There have been some recently-in-the-news people who are famous for being Christian, who have “left the faith.” One of these is Josh Harris. When I was dating age (decades ago), he wrote a book called, “I Kissed Dating Goodbye.” I never read it. Marty Sampson, a member of Hillsong, also publicly announced his loss of faith. I avoid Hillsong as much as I can while still attending an Evangelical church. So I don’t know much about either one in terms of who they were or who they are. So I won’t deal with them directly here.
I have read a few responses to these announcements. Some call them guilty of Apostasy (perhaps a bit premature). Some Christians appear to be genuinely angry. Not really sure why. Perhaps they are wrestling with theological issues surrounding eternal security. Perhaps there are some who have emotionally invested themselves in these people and now feel betrayed. Others were bothered, seemingly, that they chose to express their rejection of faith so publicly. But if they weren’t given a forum in church to express their doubts, it is hardly surprising that they chose a medium outside of the church. I think I would argue that it is quite refreshing that they had the confidence to share their struggles with others. I wish all of us in the church had such openness.
A more constructive response I have seen is the note that apologetics is important. One of them, Marty I think, had mentioned that a lot of the questions he had were not being dealt with in church. People have honest questions and Evangelical churches often pride themselves (“hubris themselves”?) in an anti-intellectual perspective. I remember when a Mormon roommate of mine hit me with the old classic, “If God can do all things, can He create a rock too big for Him to lift.” That did not bother me very much because even back then when I was something like 22 years old I already knew enough Christian theology to be aware that Christians believe that God is unlimited in power, and that is very different from believing that “God can do all things.” That old chestnut that my roommate shared falls apart if one understands this difference. (Of course, it is also damaged a bit if one rejects the “anthropomorphized” god of Mormonism.) But I can understand its effectiveness in dealing with Christians. That is because the phrase “God can do all things” and its ilk are so commonly used in churches, and these commonly go unchallenged and unreflected upon. I mean, if “God is good all the time, and all the time, God is good,” how does one reconcile that with experiences that show that God does not respond in a manner that you and I would consider normal for a “good God”?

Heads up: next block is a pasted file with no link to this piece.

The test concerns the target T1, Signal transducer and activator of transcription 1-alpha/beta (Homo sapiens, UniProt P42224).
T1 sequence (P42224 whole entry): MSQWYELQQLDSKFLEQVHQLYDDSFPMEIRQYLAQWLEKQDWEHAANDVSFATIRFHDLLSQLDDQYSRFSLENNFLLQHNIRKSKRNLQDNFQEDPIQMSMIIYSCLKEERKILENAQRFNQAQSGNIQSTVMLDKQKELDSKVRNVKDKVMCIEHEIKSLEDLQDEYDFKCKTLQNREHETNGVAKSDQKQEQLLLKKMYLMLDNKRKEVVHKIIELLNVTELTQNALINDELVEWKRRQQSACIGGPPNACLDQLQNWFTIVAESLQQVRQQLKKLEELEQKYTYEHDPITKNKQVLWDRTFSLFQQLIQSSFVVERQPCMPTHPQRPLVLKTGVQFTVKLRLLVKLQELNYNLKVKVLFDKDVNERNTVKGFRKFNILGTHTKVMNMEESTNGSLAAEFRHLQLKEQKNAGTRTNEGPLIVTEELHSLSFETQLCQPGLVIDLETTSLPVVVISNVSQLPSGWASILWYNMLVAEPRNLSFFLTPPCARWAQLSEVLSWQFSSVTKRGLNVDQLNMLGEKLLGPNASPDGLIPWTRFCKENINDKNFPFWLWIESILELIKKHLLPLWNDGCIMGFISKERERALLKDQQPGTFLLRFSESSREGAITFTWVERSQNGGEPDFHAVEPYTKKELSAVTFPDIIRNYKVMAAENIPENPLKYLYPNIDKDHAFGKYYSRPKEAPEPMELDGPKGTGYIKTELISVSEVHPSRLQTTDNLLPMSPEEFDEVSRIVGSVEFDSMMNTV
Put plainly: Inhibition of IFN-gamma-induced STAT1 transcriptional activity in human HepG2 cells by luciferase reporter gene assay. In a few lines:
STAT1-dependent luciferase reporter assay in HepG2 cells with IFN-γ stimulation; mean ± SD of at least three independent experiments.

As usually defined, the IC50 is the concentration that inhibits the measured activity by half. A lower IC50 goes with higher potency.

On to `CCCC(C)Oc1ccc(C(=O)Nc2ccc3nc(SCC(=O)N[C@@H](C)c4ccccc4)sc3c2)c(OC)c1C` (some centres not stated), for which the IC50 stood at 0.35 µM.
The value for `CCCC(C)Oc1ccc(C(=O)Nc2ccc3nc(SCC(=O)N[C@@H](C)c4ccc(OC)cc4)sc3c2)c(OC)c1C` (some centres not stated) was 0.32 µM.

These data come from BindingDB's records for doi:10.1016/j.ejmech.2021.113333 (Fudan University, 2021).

Good theology and good apologetics can help. Some think that apologetics is a primary tool of evangelism. I don’t think so generally. Few come to Christ by being intellectually overwhelmed by Christian apologists. More modest goals are that apologists:
- Demonstrate that Christianity is a safe place to be for the rational seeker.
- Demonstrate that Christianity is a safe place for the doubter to remain faithful.
This leads to the second point— Churches are NOT generally a safe place to be a doubter.
Consider the following experiment: Go to your church some day and when people are sharing struggles speak up and share something to the effect,
“My family has been struggling both financially and with health. This has led me to struggle with the idea that God is good. In fact, often I wonder if there is no God out there or maybe I am just praying into empty space.”
There may not be an immediate response by the group… but keep track of the different responses you get afterward.